Star Trek: Picard's story continues past the final Season 2 credits in Star Trek: Picard – Stargazer, the new series from IDW Publishing. Picard co-creator Kirsten Beyer teams with Star Trek comics veteran writer Mike Johnson, frequent artistic collaborator Angel Hernandez, and colorist J.D. Mettler in filling the gap between Picard's second and third seasons. Stargazer's story is character-focused, following Jean-Luc Picard and Seven of Nine as each tries to readjust to life in Starfleet. There are some offputting visual details but ultimately this debut issue serves as a solid start to the next chapter in Picard's saga.
Stargazer begins with Picard testing Seven of Nine as part of her consideration for reenlisting in Starfleet. After years of acting as a Fenris Ranger, part of a much more action-first ensemble, Seven wonders if she has what it takes to solve conflicts without weapons. Meanwhile, Picard is chafing at his mostly ceremonial Starfleet duties but acquiesces to joining the new Stargazer crew on a mission to a planet he visited as captain of his Stargazer, recounting the story of how one confident bluff avoided a war between the Federation and the Romulan Empire on his last visit. It isn't long after he admits that he isn't sure whether he'd have pulled the trigger had his bluff been called that the Stargazer arrives at its destination. Nothing is as it should be, and Picard and the Stargazer are soon caught in the crossfire.
The conflicts here are obvious. Picard is potentially forced to reckon with the possibility that his bold bluff didn't pay off as well as he thought. Now he's in a situation where he may finally have to decide whether or not to pull that trigger. Meanwhile, Seven is back in her element as a Fenris Ranger, but will likely have to choose between remaining on that path or taking Starfleet's more diplomatic approach.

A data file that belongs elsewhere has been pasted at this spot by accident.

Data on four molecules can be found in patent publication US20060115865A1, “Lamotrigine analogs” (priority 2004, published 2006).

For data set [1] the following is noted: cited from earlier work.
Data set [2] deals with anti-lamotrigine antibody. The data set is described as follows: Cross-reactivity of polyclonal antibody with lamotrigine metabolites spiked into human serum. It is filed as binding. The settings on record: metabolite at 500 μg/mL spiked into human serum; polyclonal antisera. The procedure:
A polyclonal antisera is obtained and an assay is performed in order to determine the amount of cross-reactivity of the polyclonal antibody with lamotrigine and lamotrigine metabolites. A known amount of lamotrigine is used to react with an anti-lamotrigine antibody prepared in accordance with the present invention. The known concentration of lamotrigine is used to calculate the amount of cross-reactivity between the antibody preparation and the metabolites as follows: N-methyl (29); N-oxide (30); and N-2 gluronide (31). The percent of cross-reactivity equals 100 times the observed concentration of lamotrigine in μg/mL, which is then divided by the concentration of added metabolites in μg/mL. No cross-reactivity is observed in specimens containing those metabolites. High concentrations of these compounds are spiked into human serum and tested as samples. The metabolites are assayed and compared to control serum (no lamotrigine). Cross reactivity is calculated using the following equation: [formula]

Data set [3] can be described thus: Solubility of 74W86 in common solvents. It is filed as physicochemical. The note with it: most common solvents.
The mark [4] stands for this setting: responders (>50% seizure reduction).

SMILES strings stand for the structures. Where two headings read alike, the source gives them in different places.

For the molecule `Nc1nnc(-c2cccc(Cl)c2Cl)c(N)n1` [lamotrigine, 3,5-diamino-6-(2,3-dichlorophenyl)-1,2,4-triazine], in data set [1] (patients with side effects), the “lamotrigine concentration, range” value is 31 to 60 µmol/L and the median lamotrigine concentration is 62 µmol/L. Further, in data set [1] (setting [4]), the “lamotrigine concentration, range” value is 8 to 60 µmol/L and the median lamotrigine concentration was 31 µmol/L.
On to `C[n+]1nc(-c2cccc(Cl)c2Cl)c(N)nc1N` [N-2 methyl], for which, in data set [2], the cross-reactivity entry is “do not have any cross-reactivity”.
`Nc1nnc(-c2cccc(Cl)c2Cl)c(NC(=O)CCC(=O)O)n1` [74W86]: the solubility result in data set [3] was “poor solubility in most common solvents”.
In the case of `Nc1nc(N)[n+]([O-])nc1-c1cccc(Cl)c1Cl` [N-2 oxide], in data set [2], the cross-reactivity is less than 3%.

Beyer and Johnson are familiar with these characters, and that comes through. The challenges placed in front of Picard and Seven are ones that make sense given what they've been through and the points they each are at in their respective lives and careers. The flashback to Picard's time on the original Stargazer gives them an opportunity to contrast who Picard was then with who he is now in a way that even the television series hasn't done. Picard's stern but diplomatic dialogue in the flashback feels like it could have come from an episode of Star Trek: The Next Generation. The dismissiveness with which Picard ends the conversation stretches the characterization a bit but can be chalked up to this being a younger, more cocksure version of the man who would mature into the even-tempered captain of the Enterprise.
Hernandez has long been a part of IDW's stable of Star Trek artists and has a solid track record, but recently he's begun to rely on fewer distinct lines, instead letting color gradients imply depth and borders. Whether that's entirely his choice or one involving the colorists, such as Mettler here, I can't say, but it's an often distracting choice. This is especially the case with human faces, where the lack of containing lines can make a character's visages appear more like a splotch of spilled paint than something solid. Hernandez has also loosened his approach, and this proves equally distracting later in the issue, as more technology becomes involved in the plot. Hernandez's haphazard use of hatch lines result in finished pages that look like rough sketches, a style that doesn't gel with Star Trek's polished, high-tech universe or Mettler's saturated colors. Similarly, Mettler employs the same color palette here as he did on Star Trek: Discovery comics, but the heavy purple and blue that fit Discovery's highly adventurous tone so well don't match Picard's more grounded vibe, which the show usually accents with earthy hues and gold accents. The combined result is a comic book whose visuals feel flat and ill-matched to its script.
Despite that, Beyer and Johnson's storytelling is strong enough that the issue doesn't feel like a miss. Star Trek: Picard - Stargazer isn't the most ambitious comic—it isn't even the most ambitious Star Trek comic that IDW has published recently—and it's unlikely to transcend the expectations that come from it being a tie-in story filling the gap between two seasons of a television series, but its strong character work is enough to fulfill its mandate as worthwhile reading experience for fans of the series.
Published by IDW Publishing
On August 31, 2022
Written by Kirsten Beyer and Mike Johnson
Art by Angel Hernandez
Colors by J.D. Mettler0comments
Letters by Neil Uyetake
Cover by Angel Hernandez and J.D. Mettler